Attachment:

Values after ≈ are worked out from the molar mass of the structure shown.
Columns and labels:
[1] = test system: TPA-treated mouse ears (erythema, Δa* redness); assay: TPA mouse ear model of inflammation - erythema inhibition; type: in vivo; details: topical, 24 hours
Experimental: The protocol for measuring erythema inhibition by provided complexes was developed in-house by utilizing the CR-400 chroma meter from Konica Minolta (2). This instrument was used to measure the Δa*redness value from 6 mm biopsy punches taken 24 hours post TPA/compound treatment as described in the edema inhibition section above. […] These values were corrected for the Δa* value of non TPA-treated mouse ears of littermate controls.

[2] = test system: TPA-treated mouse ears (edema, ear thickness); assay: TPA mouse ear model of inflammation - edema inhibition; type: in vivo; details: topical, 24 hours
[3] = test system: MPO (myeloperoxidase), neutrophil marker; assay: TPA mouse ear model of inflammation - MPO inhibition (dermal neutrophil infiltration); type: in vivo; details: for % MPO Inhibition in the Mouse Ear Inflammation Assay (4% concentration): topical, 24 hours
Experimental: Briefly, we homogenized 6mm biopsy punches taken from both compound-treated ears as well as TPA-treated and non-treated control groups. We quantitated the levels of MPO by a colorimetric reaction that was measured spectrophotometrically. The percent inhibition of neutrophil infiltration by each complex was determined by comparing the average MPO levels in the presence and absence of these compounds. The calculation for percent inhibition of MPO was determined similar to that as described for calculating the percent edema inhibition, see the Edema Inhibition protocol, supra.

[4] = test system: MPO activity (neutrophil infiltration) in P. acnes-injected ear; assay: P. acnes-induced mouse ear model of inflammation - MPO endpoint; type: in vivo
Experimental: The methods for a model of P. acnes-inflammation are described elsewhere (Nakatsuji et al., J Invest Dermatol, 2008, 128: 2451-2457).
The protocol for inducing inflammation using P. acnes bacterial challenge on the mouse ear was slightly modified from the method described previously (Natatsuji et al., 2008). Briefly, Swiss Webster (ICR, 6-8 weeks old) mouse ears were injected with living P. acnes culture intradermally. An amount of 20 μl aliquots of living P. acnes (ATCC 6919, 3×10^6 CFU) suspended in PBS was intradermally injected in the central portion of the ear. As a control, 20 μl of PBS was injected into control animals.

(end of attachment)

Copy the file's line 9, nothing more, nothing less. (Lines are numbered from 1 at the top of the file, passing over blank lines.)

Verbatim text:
Experimental: The methods for a model of P. acnes-inflammation are described elsewhere (Nakatsuji et al., J Invest Dermatol, 2008, 128: 2451-2457).